Many different state highway safety programs have created their own version of the Drive Sober app including Wisconsin, Kentucky, and Wyoming, and all are available on the app store. No matter what state you drive in, it’s never a bad idea to have a reminder on your smartphone about the consequences of drinking and driving.

Pocket Breathalyzers – Are They Accurate?

breathalyzerDay in day out, people make the choice to get behind the wheel after drinking, so products designed to stop drinking and driving continue to roll out on a monthly basis. This lineup includes a long list of personal breathalyzers that are small, compact, and designed to take with you on the go.

That’s where the DrinkMate breathalyzer comes in. After a long line of hand held breathalyzers ranging in size from that of an ignition interlock all the way down to an app on your phone, DrinkMate promises to be the world’s smallest breathalyzer. It’s only 1.8 inches long, weighs 0.2 oz, and connects to your smartphone via miniUSB to both charge and give you a ‘innovative air inlet’ to blow and register your blood alcohol content (BAC) instantly on your screen.

What’s the difference between a personal breathalyzer and one administered by the police? While police grade breathalyzers have fuel cell technology to provide the most consistent and accurate results and are performed by certified law enforcement to accurately test and assess someone’s sobriety, DrinkMate is a handheld personal device you administer yourself with the claims to have accuracy from +/- 0.01% BAC. Although the device can’t register super extreme driving under the influence (DUI) levels, it will show a maximum of 0.20% BAC.

DrinkMate has been in the news lately because it’s started a KickStarter campaign to raise funds for development, but the police are warning the public to use caution when it comes to these types of breathalyzers. Relying on a handheld device to tell you whether you’re too drunk to drive could result in people driving while buzzed, and that’s just as dangerous as driving while over the legal limit of .08.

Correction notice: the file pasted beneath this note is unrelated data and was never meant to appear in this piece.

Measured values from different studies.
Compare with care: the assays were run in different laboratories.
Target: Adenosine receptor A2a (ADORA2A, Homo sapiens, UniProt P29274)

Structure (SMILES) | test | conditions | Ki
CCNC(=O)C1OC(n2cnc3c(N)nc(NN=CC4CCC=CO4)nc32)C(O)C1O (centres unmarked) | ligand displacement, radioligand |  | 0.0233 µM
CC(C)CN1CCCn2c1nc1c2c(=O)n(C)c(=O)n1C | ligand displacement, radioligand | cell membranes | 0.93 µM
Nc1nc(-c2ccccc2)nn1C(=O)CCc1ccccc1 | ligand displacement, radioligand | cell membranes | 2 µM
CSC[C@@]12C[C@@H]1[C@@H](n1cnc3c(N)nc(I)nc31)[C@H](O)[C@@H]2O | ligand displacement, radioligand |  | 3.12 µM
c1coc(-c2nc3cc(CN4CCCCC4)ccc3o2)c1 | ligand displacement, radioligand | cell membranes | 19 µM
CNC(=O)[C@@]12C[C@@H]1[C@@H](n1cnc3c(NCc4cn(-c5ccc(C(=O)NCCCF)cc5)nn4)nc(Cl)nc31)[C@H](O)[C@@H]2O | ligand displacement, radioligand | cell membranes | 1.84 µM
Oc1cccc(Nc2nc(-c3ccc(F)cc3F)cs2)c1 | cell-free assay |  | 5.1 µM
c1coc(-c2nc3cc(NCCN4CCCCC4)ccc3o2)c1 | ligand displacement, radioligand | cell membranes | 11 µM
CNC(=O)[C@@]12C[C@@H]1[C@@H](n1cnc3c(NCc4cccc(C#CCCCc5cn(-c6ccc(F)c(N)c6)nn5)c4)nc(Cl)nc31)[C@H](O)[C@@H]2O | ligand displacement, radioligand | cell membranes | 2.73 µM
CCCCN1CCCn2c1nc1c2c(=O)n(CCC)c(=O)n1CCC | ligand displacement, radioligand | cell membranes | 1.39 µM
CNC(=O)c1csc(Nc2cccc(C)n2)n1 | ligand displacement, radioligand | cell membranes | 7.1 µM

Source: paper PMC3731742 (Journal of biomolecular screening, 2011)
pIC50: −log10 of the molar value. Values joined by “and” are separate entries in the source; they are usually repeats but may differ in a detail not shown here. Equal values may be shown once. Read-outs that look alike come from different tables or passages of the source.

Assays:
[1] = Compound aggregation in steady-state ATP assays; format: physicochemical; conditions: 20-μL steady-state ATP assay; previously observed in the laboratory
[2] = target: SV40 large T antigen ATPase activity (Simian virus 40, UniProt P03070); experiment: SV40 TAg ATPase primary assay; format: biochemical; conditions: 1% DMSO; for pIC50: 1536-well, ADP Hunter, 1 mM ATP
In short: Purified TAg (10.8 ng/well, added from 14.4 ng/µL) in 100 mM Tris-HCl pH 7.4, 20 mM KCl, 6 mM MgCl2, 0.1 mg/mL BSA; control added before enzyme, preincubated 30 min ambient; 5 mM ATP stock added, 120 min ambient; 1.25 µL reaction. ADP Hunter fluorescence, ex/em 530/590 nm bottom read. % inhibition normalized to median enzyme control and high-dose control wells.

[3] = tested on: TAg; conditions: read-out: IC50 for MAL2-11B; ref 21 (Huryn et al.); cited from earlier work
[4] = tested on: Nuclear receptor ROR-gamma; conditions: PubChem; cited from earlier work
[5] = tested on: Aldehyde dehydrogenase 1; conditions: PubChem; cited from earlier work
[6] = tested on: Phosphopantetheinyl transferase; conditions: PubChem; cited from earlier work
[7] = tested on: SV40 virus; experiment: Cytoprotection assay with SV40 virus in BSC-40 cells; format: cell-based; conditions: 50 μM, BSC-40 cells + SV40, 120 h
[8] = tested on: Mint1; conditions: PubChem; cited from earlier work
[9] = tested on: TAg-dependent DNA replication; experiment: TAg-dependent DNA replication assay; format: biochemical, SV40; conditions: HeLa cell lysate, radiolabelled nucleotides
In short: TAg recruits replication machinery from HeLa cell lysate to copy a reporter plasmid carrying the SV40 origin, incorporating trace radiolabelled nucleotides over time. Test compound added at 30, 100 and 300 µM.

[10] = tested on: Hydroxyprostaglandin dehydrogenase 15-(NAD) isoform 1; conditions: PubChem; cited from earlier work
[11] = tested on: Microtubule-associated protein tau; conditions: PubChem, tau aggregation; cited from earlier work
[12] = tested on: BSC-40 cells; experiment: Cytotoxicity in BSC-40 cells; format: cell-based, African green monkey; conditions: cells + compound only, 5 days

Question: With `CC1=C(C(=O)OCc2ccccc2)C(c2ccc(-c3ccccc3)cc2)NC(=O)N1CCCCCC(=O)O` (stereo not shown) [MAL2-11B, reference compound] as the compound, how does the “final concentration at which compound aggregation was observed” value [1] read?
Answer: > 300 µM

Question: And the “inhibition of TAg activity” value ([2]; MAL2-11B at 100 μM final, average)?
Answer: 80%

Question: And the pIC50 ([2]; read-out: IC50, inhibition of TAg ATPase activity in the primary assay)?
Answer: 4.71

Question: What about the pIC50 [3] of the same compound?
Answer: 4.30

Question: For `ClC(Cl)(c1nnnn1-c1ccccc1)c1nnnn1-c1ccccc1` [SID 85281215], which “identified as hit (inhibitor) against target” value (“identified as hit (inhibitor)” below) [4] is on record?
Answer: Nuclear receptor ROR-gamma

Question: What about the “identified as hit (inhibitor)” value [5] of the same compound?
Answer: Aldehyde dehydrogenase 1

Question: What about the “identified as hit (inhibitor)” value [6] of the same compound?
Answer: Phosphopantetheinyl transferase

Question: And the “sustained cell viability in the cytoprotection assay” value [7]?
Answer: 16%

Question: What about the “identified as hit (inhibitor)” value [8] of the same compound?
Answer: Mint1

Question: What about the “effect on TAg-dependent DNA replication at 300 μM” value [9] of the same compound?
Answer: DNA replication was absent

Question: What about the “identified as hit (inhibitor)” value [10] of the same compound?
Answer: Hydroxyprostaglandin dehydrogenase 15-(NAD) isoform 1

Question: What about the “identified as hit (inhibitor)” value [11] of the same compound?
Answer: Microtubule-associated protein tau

And when you drive over the legal limit? You could end up with your own car breathalyzer – an ignition interlock.

Marijuana Breathalyzer May Hit Market Later This Year

marijuana-breathalyzerEveryone knows you shouldn’t drink and drive, but some people still think it’s OK to smoke marijuana and get behind the wheel. With some states legalizing the drug, drugged driving is becoming a big problem all across North America. A few entrepreneurs are taking steps to get a handle on drugged driving across Canada and the United States by developing a marijuana-detecting breathalyzer.

Although all 50 states have some form of drugged driving law, there isn’t a common consensus on how much is too much for driving. Unlike the hard and fast rule of .08 for drinking and driving, without a roadside breathalyzer, the amount of drug in a driver’s system tends to be harder to quantify. Law enforcement currently rely on roadside sobriety tests to check for drugged driving,

To obtain a conviction for drugged driving, most states use a ‘per se’ type of law, meaning that if any detectable amount of controlled substance like marijuana is found in the driver’s bodily fluids, that driver can be charged with a drugged driving violation. In states where marijuana is legal, the laws get a little more specific. Colorado’s drugged driving laws state that when THC is in the driver’s blood in quantities of 5ng/ml or higher, law enforcement can infer that the person is under the influence.